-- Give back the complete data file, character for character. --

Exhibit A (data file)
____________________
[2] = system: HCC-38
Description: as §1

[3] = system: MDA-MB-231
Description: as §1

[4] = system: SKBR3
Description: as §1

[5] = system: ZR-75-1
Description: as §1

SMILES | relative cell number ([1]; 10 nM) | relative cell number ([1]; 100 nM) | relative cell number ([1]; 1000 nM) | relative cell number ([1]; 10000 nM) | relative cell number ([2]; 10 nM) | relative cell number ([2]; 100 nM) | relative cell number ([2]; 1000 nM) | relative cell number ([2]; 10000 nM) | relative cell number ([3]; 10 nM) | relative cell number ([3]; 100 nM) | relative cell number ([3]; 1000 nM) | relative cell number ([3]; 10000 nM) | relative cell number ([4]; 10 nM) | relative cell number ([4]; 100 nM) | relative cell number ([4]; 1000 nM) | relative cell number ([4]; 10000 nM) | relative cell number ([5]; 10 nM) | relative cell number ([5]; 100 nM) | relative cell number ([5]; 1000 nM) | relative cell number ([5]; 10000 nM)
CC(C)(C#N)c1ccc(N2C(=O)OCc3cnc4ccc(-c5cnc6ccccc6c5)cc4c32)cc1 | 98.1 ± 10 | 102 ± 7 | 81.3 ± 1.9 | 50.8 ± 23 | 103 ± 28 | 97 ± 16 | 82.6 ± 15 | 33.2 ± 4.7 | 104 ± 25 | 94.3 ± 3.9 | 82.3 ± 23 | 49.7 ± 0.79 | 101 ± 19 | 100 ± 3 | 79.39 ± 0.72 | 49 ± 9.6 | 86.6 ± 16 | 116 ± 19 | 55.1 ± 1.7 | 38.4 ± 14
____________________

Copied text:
[2] = system: HCC-38
Description: as §1

[3] = system: MDA-MB-231
Description: as §1

[4] = system: SKBR3
Description: as §1

[5] = system: ZR-75-1
Description: as §1

SMILES | relative cell number ([1]; 10 nM) | relative cell number ([1]; 100 nM) | relative cell number ([1]; 1000 nM) | relative cell number ([1]; 10000 nM) | relative cell number ([2]; 10 nM) | relative cell number ([2]; 100 nM) | relative cell number ([2]; 1000 nM) | relative cell number ([2]; 10000 nM) | relative cell number ([3]; 10 nM) | relative cell number ([3]; 100 nM) | relative cell number ([3]; 1000 nM) | relative cell number ([3]; 10000 nM) | relative cell number ([4]; 10 nM) | relative cell number ([4]; 100 nM) | relative cell number ([4]; 1000 nM) | relative cell number ([4]; 10000 nM) | relative cell number ([5]; 10 nM) | relative cell number ([5]; 100 nM) | relative cell number ([5]; 1000 nM) | relative cell number ([5]; 10000 nM)
CC(C)(C#N)c1ccc(N2C(=O)OCc3cnc4ccc(-c5cnc6ccccc6c5)cc4c32)cc1 | 98.1 ± 10 | 102 ± 7 | 81.3 ± 1.9 | 50.8 ± 23 | 103 ± 28 | 97 ± 16 | 82.6 ± 15 | 33.2 ± 4.7 | 104 ± 25 | 94.3 ± 3.9 | 82.3 ± 23 | 49.7 ± 0.79 | 101 ± 19 | 100 ± 3 | 79.39 ± 0.72 | 49 ± 9.6 | 86.6 ± 16 | 116 ± 19 | 55.1 ± 1.7 | 38.4 ± 14